WASHINGTON — Senate Republicans are scrambling to reach consensus on a way to move forward with health care reform as they begin a critical weekend. A vote is expected to take place next Tuesday, but senators don't yet know whether they will be voting on a straight repeal of Obamacare, a repeal with a replacement bill or perhaps something else.
And as senators left the Capitol Thursday, Republicans appeared no closer to the 50 votes they would need to be successful in any scenario.
Failure to find enough support for a health care replacement plan delayed a vote on the bill that was planned for earlier in the week, but a renewed push to find a compromise is underway at the urging of President Donald Trump.
So far, that push has continued to run into familiar roadblocks, with moderates and conservatives unable to come to an agreement that satisfies both factions.
Even as senators continue to work on the details of the legislation in mostly informal discussions, many remain noncommittal on whether they’ll vote to even begin a Senate floor debate because they aren’t sure what the bill looks like and they fear starting a process with an unknown ending.
Senate Majority Leader Mitch McConnell said that he would bring a straight repeal to a vote after the replacement bill faltered. He has since left the door open to take up a repeal-and-replace bill, such as the latest version of the Better Care Reconciliation Act, leaving senators unsure exactly what they’ll be voting on.
Republicans filing out of their weekly Thursday lunch were asked if they were given any clear path on what the contents of their health care votes will be. Most gave a short, one-word answer: “No.”
“I don’t even know what we’re proceeding to next week,” said Sen. Susan Collins, R-Maine.
Collins, who is opposed to both a straight repeal and the latest Senate replacement bill, said again on Thursday that she’s unlikely to vote for anything that includes major reductions in Medicaid spending.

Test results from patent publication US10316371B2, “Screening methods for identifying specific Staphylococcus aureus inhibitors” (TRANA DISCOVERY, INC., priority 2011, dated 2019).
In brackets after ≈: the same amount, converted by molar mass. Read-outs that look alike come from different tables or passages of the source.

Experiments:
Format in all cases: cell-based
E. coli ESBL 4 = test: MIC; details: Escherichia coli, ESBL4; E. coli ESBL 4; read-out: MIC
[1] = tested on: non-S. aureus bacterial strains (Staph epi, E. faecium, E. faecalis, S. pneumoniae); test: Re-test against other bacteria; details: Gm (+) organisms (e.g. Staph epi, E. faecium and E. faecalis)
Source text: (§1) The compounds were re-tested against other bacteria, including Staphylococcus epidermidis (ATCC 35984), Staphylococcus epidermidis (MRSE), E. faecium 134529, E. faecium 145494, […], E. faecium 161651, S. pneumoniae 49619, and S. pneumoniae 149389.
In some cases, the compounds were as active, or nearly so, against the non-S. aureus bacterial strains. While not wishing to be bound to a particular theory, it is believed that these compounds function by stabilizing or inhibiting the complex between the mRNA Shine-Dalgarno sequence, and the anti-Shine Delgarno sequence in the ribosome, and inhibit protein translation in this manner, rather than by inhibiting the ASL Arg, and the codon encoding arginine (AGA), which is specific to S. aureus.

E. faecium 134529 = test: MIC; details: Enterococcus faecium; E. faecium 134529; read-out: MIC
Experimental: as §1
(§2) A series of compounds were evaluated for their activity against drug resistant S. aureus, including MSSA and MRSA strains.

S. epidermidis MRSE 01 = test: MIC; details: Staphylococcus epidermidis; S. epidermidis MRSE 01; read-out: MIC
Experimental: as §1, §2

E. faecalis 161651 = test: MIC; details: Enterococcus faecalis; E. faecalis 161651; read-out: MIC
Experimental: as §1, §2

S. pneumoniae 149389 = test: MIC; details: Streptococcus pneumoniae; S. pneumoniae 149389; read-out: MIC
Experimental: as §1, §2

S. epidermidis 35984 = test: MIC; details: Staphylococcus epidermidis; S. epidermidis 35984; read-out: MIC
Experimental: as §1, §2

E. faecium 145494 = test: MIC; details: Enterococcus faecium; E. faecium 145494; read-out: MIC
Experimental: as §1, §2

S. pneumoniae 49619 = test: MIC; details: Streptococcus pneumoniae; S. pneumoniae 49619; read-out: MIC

“To do that without holding a single hearing on what the implications would be for some of our most vulnerable citizens, for our rural hospitals, for our nursing homes is not an approach I can support,” Collins said.
Sen. Rand Paul, R-Ky., who is opposed to the Senate replacement bill but supports a straight repeal of Obamacare said through a spokesman that he’s still undecided on how he’ll vote next week.
“We don’t know which bill will be brought up yet, so we can’t comment until next week,” the spokesman, Sergio Gor, told NBC News.
Leadership argues that members should vote to allow the replacement bill to be brought to the floor for debate, then they can offer amendments and help to craft a bill they like. But that brings with it political risk — members don’t want to take dozens of tough votes to possibly vote against the bill at the end and even if they bring up an amendment they like, it might not pass.
“There’s so many moving parts, I don’t know what the motion will be a part of,” said Sen. Dean Heller, R-Nev.
The path to finding 50 Republican votes was a daunting task that has been made even more difficult with the likely and unfortunate absence of Sen. John McCain, R-Ariz., who was diagnosed with an aggressive brain tumor this week after a surgery that may keep him away from Washington for an extended period of time.
At least two Republicans have said they would oppose either option currently on the table and without McCain's vote, the GOP would fall short on either, unless the replacement plan changes dramatically in the next four days.
But there are some areas to watch for potential compromise. The latest version of the replacement bill provides an additional $200 billion in savings — confirmed by the Congressional Budget Office Thursday — that could be used to pay for additional benefits and court the support of some moderates.
But that could also turn off some conservatives because that money might possibly be used as part of what’s being called a Medicaid “wraparound” to provide federal assistance to people who might lose their Medicaid in the Senate bill.
“It’s beginning to feel a little bit like a bazaar, if you will," said Sen. Bob Corker, R-Tenn. "Let’s throw $50 billion here, $100 billion there. And I’m beginning to feel that the best route forward there is just to talk about a repeal with the transition that forces the two sides together to sit down and actually pass something that will stand the test of time.”
But Sen. Rob Portman, R-Ohio, called the additional money “progress.”
Sen. Pat Roberts, R-Kan., urged all of his Republican colleagues to simply get the process started and vote to open debate on the measure.
“To improve this bill you've got to get to the bill, otherwise it’s like Thelma and Louise and we’re about to sail into the canyon and we've got to get out of the car," Roberts said. "So let's go to the bill."